Since interest rates remain at historically low levels and house prices are starting to stabilise, homeownership is becoming more and more affordable.
This is reflected in some of South Africa’s financial institutions statistics, which indicate that while there has been a small percentage of property value growth over the past 12 months, house prices have in some instances seen a decrease, and have, overall, remained fairly stable. For example, the Standard Bank price index for November indicates a median house price of R581 000, down 4.8% year-on-year. Absa’s October average house prices show that while the average price of small homes is up 9.8% to R732 000 and medium homes have seen a 3.5% year-on-year increase to R955 200, large homes reflect a 0.4% decrease to R1,4m. First National Banks November figures also show a slight year-on-year increase of 3.8%, with the average house price sitting at R787 530.Furthermore, the National Credit Regulators’ Credit Bureau Monitor third quarter report released in September, indicates that of the 18,35-million credit-active consumers, 53.7% were classified as in good standing, an improvement from the previous quarter.
The number of consumers with impaired records decreased to 8,49-million which indicates an improvement in the credit records of 97 000 consumers quarter-on-quarter. In terms of accounts, the report also shows that the number of impaired accounts decreased by 505 000, to 16,55-million, an improvement of 0.4% over the previous quarter.These slowly decreasing consumer debt levels, along with the numerous other favourable conditions, are beginning to draw home buyers back into the market - low interest rates, lower prices and high volumes of available stock is making the market very tempting to those who qualify for mortgages and those with disposable cash to invest.According to First National Bank’s Third Quarter Residential Property Review, affordability levels have gone back to those reported in 2004. There are two traditional measures that are used to determine the affordability of property. The first of the two measures of affordability - the average house price versus average employee remuneration - receded since its early-2008 peak, back to a level more-or-less equal to those reported in the second half of 2004. However, this does not indicate that price levels are back to those from 2004, since the average wage has inflated substantially since then.The second measure – the instalment repayment value on a 100% mortgage on an average-priced home versus the average employee remuneration ratio - has declined sharply from its early-2008 peak, due to a series of interest rate cuts since late-2008, along with price decline or low price inflation since then. This index, too, is back to levels of affordability last seen in 2004.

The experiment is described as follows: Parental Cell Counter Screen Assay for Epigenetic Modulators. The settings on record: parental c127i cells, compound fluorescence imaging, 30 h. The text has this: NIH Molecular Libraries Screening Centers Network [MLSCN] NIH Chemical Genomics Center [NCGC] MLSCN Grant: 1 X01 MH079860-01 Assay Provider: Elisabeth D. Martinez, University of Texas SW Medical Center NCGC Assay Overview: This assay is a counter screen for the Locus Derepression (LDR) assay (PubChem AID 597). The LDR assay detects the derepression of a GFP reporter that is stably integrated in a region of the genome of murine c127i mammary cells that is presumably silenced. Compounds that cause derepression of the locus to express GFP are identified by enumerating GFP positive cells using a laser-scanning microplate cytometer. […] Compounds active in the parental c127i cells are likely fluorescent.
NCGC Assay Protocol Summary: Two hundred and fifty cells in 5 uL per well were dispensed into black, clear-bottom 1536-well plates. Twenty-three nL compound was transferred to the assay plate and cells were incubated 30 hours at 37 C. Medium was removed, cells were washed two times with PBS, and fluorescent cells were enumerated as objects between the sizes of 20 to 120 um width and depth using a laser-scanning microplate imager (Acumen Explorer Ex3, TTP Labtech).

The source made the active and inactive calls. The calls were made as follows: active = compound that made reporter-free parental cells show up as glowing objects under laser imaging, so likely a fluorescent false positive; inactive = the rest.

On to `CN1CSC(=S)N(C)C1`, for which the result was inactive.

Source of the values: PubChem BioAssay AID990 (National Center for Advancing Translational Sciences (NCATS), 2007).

These results reflect a few years of improvement in the affordability of residential housing, however, they do not tell the full story, as high levels of job losses have meant that there are less average wage earners in a position to buy a property compared with a few years ago. But the question remains, if we’re back at 2004 affordability levels, then why aren’t more people buying houses? Compared to 2004, households currently carry an exceptionally high level of debt, and there are spending backlogs that are currently being addressed.
Also, the results in the report refer to the average wage earner, and there are currently less of these around as an increasingly high labour cost in a slow growth economy has spurned major job losses.The weak demand relative to supply has resulted in an unbalanced market, and either demand has to catch up, supply has to drop or prices have to fall. Demand will eventually catch up as the economy stabilises, and in turn supply will slow down, but for now, I believe that prices will drop marginally over the next year, which will serve to balance the market scales and give the economy time to fully recover. After this ‘stabilisation period’, it is predicted that annual prices below 10% should continue for a few years thereafter - so now is the time to invest, at the beginning of the predicted property upswing.